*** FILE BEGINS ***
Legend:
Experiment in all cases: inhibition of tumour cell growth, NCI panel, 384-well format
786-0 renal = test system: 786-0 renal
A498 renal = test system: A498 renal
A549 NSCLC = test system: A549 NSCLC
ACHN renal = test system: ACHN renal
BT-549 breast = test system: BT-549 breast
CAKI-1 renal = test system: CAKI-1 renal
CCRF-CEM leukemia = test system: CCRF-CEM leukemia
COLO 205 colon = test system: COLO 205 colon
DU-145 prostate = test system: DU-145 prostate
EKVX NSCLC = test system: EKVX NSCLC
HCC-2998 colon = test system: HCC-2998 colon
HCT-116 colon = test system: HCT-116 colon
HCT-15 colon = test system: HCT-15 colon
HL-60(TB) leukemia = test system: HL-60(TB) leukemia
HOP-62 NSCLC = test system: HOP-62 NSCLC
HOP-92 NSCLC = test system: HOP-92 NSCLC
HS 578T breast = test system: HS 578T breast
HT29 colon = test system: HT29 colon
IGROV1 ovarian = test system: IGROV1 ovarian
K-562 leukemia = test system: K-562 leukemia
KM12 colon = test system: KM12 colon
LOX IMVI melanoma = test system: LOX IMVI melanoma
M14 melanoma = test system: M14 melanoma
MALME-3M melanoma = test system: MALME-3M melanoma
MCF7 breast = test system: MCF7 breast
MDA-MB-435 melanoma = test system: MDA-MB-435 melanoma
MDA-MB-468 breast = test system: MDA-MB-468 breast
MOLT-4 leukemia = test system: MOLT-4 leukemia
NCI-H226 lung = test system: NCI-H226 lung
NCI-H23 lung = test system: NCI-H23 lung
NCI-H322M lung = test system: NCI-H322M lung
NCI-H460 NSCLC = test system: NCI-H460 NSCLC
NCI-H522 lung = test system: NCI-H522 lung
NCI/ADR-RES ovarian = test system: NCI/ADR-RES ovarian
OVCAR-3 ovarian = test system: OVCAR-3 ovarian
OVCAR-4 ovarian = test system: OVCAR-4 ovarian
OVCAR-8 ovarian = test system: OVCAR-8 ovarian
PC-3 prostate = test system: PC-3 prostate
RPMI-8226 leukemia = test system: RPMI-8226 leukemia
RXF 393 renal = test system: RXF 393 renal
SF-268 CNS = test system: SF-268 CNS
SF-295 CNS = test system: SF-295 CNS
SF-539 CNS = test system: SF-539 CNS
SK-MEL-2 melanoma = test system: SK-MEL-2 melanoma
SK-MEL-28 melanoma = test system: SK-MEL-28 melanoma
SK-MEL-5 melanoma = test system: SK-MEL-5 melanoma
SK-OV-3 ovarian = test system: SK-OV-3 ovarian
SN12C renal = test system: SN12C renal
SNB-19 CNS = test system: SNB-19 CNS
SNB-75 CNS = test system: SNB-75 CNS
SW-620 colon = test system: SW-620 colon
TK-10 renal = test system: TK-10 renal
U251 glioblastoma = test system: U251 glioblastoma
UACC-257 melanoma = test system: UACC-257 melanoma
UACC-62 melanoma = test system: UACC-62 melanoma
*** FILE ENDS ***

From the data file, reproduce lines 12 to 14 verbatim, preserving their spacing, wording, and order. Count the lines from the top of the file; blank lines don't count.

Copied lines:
EKVX NSCLC = test system: EKVX NSCLC
HCC-2998 colon = test system: HCC-2998 colon
HCT-116 colon = test system: HCT-116 colon